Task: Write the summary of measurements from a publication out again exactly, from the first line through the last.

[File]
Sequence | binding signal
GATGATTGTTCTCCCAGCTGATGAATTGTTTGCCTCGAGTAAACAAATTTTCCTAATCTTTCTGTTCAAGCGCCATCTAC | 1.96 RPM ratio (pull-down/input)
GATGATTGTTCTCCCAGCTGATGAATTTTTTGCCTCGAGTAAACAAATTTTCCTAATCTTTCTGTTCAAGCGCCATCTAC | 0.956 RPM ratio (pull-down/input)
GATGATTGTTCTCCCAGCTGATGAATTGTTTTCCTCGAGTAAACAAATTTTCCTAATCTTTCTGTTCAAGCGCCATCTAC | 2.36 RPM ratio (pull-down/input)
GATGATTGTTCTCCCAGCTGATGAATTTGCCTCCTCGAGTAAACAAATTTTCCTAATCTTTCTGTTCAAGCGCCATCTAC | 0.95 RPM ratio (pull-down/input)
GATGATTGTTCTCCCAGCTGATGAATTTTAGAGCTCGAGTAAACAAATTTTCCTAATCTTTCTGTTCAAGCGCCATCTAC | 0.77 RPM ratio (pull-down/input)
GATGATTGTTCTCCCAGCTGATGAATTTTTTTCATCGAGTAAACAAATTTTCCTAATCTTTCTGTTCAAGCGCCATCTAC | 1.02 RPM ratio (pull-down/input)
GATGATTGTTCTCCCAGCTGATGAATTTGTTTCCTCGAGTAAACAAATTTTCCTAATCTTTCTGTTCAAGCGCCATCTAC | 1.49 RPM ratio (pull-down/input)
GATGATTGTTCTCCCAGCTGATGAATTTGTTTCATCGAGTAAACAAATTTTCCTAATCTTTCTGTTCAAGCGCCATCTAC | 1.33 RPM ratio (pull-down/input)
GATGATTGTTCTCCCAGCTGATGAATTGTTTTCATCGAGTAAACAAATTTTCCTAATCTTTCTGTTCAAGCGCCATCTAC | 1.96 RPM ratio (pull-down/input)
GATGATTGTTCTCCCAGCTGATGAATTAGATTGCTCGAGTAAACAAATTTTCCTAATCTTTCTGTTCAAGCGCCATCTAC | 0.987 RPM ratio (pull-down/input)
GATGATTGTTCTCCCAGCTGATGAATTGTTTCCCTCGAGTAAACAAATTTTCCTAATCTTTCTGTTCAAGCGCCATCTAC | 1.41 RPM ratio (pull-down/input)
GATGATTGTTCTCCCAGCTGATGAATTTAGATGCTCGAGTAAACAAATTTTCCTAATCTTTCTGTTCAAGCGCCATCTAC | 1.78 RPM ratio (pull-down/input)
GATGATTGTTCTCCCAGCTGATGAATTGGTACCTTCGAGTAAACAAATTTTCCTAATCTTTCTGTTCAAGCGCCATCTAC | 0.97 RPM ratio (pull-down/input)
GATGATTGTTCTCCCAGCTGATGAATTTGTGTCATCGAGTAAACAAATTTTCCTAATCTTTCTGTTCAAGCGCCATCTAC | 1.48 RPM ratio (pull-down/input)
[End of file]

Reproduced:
Sequence | binding signal
GATGATTGTTCTCCCAGCTGATGAATTGTTTGCCTCGAGTAAACAAATTTTCCTAATCTTTCTGTTCAAGCGCCATCTAC | 1.96 RPM ratio (pull-down/input)
GATGATTGTTCTCCCAGCTGATGAATTTTTTGCCTCGAGTAAACAAATTTTCCTAATCTTTCTGTTCAAGCGCCATCTAC | 0.956 RPM ratio (pull-down/input)
GATGATTGTTCTCCCAGCTGATGAATTGTTTTCCTCGAGTAAACAAATTTTCCTAATCTTTCTGTTCAAGCGCCATCTAC | 2.36 RPM ratio (pull-down/input)
GATGATTGTTCTCCCAGCTGATGAATTTGCCTCCTCGAGTAAACAAATTTTCCTAATCTTTCTGTTCAAGCGCCATCTAC | 0.95 RPM ratio (pull-down/input)
GATGATTGTTCTCCCAGCTGATGAATTTTAGAGCTCGAGTAAACAAATTTTCCTAATCTTTCTGTTCAAGCGCCATCTAC | 0.77 RPM ratio (pull-down/input)
GATGATTGTTCTCCCAGCTGATGAATTTTTTTCATCGAGTAAACAAATTTTCCTAATCTTTCTGTTCAAGCGCCATCTAC | 1.02 RPM ratio (pull-down/input)
GATGATTGTTCTCCCAGCTGATGAATTTGTTTCCTCGAGTAAACAAATTTTCCTAATCTTTCTGTTCAAGCGCCATCTAC | 1.49 RPM ratio (pull-down/input)
GATGATTGTTCTCCCAGCTGATGAATTTGTTTCATCGAGTAAACAAATTTTCCTAATCTTTCTGTTCAAGCGCCATCTAC | 1.33 RPM ratio (pull-down/input)
GATGATTGTTCTCCCAGCTGATGAATTGTTTTCATCGAGTAAACAAATTTTCCTAATCTTTCTGTTCAAGCGCCATCTAC | 1.96 RPM ratio (pull-down/input)
GATGATTGTTCTCCCAGCTGATGAATTAGATTGCTCGAGTAAACAAATTTTCCTAATCTTTCTGTTCAAGCGCCATCTAC | 0.987 RPM ratio (pull-down/input)
GATGATTGTTCTCCCAGCTGATGAATTGTTTCCCTCGAGTAAACAAATTTTCCTAATCTTTCTGTTCAAGCGCCATCTAC | 1.41 RPM ratio (pull-down/input)
GATGATTGTTCTCCCAGCTGATGAATTTAGATGCTCGAGTAAACAAATTTTCCTAATCTTTCTGTTCAAGCGCCATCTAC | 1.78 RPM ratio (pull-down/input)
GATGATTGTTCTCCCAGCTGATGAATTGGTACCTTCGAGTAAACAAATTTTCCTAATCTTTCTGTTCAAGCGCCATCTAC | 0.97 RPM ratio (pull-down/input)
GATGATTGTTCTCCCAGCTGATGAATTTGTGTCATCGAGTAAACAAATTTTCCTAATCTTTCTGTTCAAGCGCCATCTAC | 1.48 RPM ratio (pull-down/input)